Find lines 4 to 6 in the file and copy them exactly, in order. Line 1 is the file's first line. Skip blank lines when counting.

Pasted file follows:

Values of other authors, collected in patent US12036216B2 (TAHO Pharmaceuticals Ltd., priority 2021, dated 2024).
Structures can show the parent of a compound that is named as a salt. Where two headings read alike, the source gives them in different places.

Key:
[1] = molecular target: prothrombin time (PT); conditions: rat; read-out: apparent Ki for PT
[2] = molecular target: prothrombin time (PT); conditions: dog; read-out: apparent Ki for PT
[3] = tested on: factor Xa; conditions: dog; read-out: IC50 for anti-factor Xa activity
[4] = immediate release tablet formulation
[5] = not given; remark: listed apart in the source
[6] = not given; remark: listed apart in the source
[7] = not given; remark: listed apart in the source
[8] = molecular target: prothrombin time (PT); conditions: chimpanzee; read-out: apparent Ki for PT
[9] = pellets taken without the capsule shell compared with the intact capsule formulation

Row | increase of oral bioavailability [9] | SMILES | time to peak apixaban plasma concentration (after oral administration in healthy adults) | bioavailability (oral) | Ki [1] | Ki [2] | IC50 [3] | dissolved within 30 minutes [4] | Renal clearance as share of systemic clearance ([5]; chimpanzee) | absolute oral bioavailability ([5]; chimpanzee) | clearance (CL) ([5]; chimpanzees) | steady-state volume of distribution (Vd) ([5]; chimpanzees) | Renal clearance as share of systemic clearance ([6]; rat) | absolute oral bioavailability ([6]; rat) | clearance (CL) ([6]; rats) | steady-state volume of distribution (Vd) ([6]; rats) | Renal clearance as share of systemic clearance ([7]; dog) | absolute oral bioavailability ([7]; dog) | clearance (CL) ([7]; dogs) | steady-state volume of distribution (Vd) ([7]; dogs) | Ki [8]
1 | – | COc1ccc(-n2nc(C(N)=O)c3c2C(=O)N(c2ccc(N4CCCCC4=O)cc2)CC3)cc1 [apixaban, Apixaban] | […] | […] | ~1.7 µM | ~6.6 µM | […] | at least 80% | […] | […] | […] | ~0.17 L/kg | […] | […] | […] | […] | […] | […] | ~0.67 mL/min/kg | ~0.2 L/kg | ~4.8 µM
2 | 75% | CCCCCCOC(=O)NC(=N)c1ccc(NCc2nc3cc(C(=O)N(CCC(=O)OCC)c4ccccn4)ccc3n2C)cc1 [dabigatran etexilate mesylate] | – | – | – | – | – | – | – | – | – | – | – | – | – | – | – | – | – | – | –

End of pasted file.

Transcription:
[1] = molecular target: prothrombin time (PT); conditions: rat; read-out: apparent Ki for PT
[2] = molecular target: prothrombin time (PT); conditions: dog; read-out: apparent Ki for PT
[3] = tested on: factor Xa; conditions: dog; read-out: IC50 for anti-factor Xa activity